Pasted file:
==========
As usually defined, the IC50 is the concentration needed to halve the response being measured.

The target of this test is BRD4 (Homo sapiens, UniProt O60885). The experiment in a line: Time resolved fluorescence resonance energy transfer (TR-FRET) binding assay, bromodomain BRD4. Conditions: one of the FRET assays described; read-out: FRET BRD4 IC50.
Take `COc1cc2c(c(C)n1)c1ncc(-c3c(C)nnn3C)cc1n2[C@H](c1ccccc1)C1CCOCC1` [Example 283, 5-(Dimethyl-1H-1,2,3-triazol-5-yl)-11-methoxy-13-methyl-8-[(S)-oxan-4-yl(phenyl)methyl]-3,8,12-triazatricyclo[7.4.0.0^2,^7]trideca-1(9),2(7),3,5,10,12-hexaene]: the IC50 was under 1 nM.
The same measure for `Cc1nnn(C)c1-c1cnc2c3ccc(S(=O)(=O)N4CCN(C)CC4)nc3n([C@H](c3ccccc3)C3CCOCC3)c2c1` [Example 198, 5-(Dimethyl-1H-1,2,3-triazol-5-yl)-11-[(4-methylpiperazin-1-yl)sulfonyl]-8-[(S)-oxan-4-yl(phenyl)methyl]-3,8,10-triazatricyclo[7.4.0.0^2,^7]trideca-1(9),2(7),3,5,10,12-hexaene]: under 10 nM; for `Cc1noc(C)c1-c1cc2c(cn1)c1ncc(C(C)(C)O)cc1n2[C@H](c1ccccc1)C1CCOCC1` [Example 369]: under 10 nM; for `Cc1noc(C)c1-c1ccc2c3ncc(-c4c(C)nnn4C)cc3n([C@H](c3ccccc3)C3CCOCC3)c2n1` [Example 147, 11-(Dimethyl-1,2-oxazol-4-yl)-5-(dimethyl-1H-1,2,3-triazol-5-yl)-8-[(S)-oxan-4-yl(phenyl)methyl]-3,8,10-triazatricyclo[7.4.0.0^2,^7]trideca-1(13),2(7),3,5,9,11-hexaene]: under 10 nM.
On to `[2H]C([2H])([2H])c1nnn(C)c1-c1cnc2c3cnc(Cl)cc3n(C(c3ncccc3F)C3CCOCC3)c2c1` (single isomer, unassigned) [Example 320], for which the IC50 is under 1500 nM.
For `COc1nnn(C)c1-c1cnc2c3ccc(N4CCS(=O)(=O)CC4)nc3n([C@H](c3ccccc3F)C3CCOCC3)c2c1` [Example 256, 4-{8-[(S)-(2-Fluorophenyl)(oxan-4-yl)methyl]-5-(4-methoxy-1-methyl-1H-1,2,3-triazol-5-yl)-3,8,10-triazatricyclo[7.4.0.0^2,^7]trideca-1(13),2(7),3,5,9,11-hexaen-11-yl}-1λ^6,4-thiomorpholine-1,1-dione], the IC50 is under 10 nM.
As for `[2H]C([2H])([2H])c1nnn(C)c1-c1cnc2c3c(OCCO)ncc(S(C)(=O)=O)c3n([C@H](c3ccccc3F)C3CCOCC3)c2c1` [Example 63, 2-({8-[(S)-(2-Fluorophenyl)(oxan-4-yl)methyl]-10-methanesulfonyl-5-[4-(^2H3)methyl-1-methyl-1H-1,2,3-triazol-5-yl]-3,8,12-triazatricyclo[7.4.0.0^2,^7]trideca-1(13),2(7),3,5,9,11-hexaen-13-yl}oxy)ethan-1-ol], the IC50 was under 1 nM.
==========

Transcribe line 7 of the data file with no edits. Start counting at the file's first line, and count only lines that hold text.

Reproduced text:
As for `[2H]C([2H])([2H])c1nnn(C)c1-c1cnc2c3c(OCCO)ncc(S(C)(=O)=O)c3n([C@H](c3ccccc3F)C3CCOCC3)c2c1` [Example 63, 2-({8-[(S)-(2-Fluorophenyl)(oxan-4-yl)methyl]-10-methanesulfonyl-5-[4-(^2H3)methyl-1-methyl-1H-1,2,3-triazol-5-yl]-3,8,12-triazatricyclo[7.4.0.0^2,^7]trideca-1(13),2(7),3,5,9,11-hexaen-13-yl}oxy)ethan-1-ol], the IC50 was under 1 nM.